chemhelper

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1. Stoichiometry

A good starting place is define the equation. The unbalanced equation is ZnCl2 + Li --> LiCl + Zn Essentially the same problem as before except that the masses initially given need to be in terms of moles, and then moles will have to be converted back to mass in the end and then use the mass percent to find the total mass of the solution.
2. Electric Forces

Force = kQq/(r^2) Q=charge at point P and q=charge a distance r from P So the initial force would equal k(Q^2)/.25 The problem specifies that the force doubles as a result of its placement. Thus, the force in question becomes 2k(Q^2)/.25 = 8k(Q^2) Set this equal to the same force equation at the beginning 8k(Q^2) = kQq/(r^2) little q = 2Q by specification. as you can see, the Q^2 and k drops out and what is left is 8 = 2/(r^2) You'll get two answers for R. Try to figure out which side of the charge placing 2Q will increase the force on the charge as opposed to counteracting the force due to the charge at 0.5 m
3. How do I get an IP adress banned for misuse?

If you wish to use perl/cgi you can use one of the environmental variables http://www.cs.purdue.edu/homes/cs290w/perlLecs/PerlEnvVars.html This is a good site the explains how to use them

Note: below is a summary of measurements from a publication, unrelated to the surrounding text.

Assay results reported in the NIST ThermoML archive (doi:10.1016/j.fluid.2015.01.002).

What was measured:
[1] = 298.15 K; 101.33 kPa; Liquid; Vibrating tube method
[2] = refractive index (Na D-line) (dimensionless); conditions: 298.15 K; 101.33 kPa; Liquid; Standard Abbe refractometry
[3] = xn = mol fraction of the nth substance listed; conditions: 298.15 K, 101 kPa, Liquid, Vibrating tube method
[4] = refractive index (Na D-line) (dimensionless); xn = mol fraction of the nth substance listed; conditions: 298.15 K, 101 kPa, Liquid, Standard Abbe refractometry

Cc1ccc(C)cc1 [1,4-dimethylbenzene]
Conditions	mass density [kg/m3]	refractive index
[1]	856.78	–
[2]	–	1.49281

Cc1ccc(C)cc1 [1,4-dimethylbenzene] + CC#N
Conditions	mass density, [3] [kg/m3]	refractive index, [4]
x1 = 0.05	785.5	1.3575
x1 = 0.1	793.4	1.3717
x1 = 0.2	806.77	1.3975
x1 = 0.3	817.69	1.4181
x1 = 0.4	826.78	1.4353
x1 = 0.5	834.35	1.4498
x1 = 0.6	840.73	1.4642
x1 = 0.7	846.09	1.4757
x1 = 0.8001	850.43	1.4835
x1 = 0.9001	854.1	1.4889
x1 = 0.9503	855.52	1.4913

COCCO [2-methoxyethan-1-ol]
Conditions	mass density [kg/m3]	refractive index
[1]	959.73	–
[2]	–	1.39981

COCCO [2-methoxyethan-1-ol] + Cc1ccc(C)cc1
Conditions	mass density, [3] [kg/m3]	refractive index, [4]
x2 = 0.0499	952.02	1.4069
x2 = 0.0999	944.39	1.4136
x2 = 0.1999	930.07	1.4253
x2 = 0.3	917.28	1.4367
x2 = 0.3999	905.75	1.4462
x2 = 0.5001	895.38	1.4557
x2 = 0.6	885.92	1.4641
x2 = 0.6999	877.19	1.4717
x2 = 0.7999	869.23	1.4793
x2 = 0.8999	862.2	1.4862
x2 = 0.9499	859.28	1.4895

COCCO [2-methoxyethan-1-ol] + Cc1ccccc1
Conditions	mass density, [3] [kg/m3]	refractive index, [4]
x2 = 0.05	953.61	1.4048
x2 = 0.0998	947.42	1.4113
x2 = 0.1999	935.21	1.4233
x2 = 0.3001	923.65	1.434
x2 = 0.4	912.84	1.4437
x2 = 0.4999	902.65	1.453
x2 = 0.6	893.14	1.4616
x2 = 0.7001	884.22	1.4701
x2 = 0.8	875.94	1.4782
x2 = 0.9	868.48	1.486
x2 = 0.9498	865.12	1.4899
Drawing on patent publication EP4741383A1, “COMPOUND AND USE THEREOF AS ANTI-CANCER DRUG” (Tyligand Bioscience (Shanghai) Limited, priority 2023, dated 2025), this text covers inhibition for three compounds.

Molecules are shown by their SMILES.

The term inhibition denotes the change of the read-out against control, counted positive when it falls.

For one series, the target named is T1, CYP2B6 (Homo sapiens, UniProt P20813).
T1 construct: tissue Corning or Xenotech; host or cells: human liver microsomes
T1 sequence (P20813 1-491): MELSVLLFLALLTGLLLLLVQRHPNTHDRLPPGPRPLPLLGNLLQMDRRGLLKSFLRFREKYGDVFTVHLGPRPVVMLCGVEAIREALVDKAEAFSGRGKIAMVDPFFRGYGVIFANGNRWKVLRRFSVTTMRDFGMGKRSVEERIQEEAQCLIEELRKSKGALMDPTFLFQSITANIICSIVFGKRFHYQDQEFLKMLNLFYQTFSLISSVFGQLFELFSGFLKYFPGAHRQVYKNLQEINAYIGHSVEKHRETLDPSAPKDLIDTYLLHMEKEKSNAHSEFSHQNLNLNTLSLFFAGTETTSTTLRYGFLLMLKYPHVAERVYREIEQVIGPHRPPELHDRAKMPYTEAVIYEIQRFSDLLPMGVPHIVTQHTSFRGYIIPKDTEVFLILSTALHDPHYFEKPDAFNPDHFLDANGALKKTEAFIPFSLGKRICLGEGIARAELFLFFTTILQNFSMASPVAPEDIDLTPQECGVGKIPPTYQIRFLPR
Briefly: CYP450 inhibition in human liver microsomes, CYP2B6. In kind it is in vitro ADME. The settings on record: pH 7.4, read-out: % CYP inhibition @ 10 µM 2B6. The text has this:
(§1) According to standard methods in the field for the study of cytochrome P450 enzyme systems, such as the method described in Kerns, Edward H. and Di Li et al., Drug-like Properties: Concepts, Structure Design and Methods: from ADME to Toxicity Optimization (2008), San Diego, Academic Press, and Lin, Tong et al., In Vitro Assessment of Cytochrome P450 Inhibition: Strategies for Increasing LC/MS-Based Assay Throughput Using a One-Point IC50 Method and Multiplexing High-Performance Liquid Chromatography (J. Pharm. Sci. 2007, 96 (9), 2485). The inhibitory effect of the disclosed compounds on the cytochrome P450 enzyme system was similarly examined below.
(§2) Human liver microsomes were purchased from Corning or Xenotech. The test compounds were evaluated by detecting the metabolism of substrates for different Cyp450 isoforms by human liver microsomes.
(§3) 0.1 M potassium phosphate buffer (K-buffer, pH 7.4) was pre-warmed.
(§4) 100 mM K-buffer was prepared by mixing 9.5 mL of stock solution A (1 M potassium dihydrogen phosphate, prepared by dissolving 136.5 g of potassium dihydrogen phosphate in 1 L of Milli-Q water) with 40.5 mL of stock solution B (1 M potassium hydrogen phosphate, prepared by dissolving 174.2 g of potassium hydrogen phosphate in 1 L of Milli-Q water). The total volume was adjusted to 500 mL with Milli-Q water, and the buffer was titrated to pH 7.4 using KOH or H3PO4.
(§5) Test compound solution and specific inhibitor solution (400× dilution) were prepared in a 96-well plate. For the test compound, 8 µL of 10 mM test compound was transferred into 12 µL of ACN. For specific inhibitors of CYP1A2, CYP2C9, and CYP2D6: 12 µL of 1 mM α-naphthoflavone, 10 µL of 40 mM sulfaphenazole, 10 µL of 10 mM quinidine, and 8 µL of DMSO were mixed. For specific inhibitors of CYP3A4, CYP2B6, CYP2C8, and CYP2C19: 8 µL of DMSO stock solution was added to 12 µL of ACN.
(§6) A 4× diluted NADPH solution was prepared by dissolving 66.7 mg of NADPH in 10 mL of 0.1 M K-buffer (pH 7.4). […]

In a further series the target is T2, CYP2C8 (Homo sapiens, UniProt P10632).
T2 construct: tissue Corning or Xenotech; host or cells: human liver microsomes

4. Material Properties and How to Change Them?

An easier (and probably cheaper) method of altering shapes would be using magnetic fields instead. If you take a wire and place it in a magnetic field a force will act upon the wire, bending it in a direction corresponding to the direction of the magnetic field. What is your idea so that a more suitable way can be found
5. Solubility Question

Solubility constants are a lot like acid constants. For a compound AaBb..., Ksp = [A]^a*^b*... for each species, where the smaller case letters are the subscripts of the species. You are given the solubility of AgI as 8.3 x 10^-17. To begin with, you have a 0.04M solution of MgI2. In 1 liter, this would mean there is 0.040 mols MgI2 in the solution. This completely ionizes into 0.04mols Mg2+ and 0.080 moles of I-. Now, take Ksp = 8.3 x 10^-17 = [Ag] (the coefficients are one because subscripts of Ag and I are both 1) Make an ICE table AgI --><-- Ag+ + I- I | | 0 | 0.08 C | | X | X E | | X | 0.08 + x AgI is not included in the ice table because it is a solid Let x denote the amount of moles of AgI that can be used. AgI completed ionizes into X moles Ag+ and X moles I-. HOWEVER, we already have 0.08 moles of I- from the MgI2. So we then have Ksp = [ x ]*[0.08+x] Essentially, since x is extremely small compared to 0.08, you'll get Ksp is approximately 0.08x Once you find x you should be able to convert that into grams. Then since you used one liter it would become g/L If you need more help, research "the common ion effect"
6. More fun with Algebra

Presume that x,y and z are infinitesimally small. Essentially, you will get 0^0 + 0^0 + 0^0. Any quanity, regardless of what it is, raised to the zero power is equal to one by definition. Thus, you will have 1 + 1 + 1 > 2 when x,y,z > 0 This is a basic idea but I'm not certain if it is the actual proof ----- Have homework questions in math, physics or chemistry? Who Likes Homework -- http://www.wholikeshomework.com
7. Why do we pee after drinking water?

Conservation of Mass
8. Stoichiometry